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Orange Shirt Society Founder says “there is no doubt that there are missing children on that site”

The Orange Shirt Society has issued a statement on the launch of the ground search at the Former St. Joseph’s Mission Indian Residential School near Williams Lake.

Phyllis Webstad, the Ambassador and Founder of the Orange Shirt Society, says ever since the unveiling in Kamloops, investigations of former residential school sites are being conducted across the country to confirm the existence of unmarked graves and the fate of missing children.

“This site is particularly important to me as this is the Mission that I attended in which they took away my orange shirt on my first day.   There is no doubt that there are missing children on this site.   As survivors, we have always known they were there.   Children were taken from their homes and in lots of cases, their families never knew what happened to them.”

Webstad says the search will give families an opportunity to find children and bring them home, and to have a ceremony so they can be properly laid to rest with the respect they deserve.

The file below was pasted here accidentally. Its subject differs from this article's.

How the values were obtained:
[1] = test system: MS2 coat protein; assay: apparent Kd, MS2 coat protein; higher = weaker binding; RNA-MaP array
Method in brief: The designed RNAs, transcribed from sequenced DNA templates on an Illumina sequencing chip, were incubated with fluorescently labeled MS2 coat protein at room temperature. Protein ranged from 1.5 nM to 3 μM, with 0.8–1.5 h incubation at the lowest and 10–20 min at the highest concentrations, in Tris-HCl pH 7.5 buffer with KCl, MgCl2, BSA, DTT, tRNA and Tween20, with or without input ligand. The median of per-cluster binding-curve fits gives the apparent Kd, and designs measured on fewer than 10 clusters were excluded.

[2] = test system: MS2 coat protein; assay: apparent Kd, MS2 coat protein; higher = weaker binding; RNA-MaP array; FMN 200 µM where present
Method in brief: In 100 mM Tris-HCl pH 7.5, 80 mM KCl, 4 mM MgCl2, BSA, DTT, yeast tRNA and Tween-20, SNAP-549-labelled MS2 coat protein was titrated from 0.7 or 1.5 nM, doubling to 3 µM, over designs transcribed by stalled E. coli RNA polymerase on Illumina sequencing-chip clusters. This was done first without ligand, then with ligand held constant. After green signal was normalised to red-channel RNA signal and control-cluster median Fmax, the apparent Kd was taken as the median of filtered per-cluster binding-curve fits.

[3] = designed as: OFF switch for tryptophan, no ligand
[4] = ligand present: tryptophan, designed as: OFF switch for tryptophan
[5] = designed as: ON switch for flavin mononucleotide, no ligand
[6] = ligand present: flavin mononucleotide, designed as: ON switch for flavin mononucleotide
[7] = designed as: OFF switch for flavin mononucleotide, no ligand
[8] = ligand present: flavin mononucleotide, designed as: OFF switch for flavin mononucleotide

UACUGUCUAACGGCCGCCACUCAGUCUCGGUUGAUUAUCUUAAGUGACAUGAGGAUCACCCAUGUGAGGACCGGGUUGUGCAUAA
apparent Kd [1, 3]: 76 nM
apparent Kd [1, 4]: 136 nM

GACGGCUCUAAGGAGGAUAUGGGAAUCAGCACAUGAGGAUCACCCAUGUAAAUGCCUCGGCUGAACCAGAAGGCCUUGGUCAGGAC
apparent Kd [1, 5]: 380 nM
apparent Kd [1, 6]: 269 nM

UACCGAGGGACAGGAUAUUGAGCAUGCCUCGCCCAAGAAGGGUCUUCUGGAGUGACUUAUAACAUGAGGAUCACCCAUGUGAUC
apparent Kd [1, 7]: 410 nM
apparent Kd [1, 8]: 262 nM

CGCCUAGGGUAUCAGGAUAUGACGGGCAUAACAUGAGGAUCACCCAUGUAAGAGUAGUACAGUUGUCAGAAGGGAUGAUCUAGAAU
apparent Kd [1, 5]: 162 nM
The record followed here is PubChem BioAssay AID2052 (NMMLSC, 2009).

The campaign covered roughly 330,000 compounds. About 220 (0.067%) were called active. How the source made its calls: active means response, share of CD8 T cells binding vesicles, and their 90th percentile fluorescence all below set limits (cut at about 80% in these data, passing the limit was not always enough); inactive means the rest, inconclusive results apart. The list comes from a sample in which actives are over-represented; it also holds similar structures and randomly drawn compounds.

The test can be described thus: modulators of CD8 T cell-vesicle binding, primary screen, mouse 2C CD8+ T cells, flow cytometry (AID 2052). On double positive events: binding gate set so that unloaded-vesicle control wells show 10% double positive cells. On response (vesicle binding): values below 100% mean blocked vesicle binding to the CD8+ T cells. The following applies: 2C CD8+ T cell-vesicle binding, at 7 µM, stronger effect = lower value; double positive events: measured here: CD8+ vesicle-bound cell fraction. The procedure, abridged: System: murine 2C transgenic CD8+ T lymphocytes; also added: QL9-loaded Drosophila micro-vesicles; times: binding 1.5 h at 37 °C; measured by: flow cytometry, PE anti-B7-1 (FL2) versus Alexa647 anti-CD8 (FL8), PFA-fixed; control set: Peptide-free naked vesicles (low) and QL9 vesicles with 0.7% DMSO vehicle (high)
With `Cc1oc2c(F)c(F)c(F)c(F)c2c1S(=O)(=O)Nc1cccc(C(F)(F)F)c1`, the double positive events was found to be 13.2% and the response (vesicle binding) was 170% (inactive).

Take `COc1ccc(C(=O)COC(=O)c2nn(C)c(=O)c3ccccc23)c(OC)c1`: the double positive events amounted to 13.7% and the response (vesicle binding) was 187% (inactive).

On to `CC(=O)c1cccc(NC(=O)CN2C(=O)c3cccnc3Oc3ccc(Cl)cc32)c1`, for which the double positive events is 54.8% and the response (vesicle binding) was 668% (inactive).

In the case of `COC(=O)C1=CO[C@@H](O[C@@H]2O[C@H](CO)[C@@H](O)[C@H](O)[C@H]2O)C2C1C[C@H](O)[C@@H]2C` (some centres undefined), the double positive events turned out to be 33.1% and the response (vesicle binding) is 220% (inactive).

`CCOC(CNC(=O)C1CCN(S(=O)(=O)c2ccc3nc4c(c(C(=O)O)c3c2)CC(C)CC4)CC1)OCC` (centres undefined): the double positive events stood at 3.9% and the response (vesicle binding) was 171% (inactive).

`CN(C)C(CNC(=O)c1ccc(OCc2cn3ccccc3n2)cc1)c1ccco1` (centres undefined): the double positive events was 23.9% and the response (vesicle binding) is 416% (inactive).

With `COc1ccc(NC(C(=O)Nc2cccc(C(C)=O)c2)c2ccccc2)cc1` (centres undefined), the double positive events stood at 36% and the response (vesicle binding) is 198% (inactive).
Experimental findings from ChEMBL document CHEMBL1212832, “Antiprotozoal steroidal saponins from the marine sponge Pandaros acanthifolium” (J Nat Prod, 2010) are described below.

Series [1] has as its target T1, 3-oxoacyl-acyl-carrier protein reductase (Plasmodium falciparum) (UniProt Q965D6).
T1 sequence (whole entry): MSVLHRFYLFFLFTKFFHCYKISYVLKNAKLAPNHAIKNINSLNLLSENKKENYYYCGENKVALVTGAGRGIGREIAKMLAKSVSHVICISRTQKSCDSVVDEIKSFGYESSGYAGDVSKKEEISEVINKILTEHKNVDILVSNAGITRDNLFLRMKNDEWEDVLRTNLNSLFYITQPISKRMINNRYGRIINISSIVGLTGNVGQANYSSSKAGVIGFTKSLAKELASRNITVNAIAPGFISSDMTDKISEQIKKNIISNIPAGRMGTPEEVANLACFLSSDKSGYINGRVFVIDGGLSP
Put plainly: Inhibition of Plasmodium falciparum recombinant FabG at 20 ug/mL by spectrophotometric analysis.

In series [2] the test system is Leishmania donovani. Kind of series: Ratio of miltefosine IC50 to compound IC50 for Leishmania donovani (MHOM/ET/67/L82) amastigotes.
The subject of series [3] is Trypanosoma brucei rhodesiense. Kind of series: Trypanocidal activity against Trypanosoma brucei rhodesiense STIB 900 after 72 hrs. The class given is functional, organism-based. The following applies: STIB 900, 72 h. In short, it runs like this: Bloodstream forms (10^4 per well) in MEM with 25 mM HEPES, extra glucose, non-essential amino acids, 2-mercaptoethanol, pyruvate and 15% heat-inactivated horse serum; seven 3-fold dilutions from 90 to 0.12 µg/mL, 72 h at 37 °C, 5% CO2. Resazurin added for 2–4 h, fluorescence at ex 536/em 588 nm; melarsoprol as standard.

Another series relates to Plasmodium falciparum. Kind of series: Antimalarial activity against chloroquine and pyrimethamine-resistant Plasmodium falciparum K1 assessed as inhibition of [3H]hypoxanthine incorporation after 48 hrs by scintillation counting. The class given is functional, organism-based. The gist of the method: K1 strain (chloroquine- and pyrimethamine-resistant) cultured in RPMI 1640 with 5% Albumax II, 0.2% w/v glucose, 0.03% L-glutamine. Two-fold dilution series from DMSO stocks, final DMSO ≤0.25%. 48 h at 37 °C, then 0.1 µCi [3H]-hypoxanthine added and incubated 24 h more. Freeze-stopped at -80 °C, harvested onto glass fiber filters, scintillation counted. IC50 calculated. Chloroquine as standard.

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She says the revelation of the missing children is leading to growing awareness and empathy across Canada.

“This is not only Indigenous history.   It is Canadian history, and everyone needs to know about it.  My thoughts and prayers are with the families today and in the days ahead as this investigation unfolds.”

The St. Joseph’s Residential School ran from the late 1800’s until it closed in 1981.

Orange Shirt Day has been observed on September 30th since 2013.

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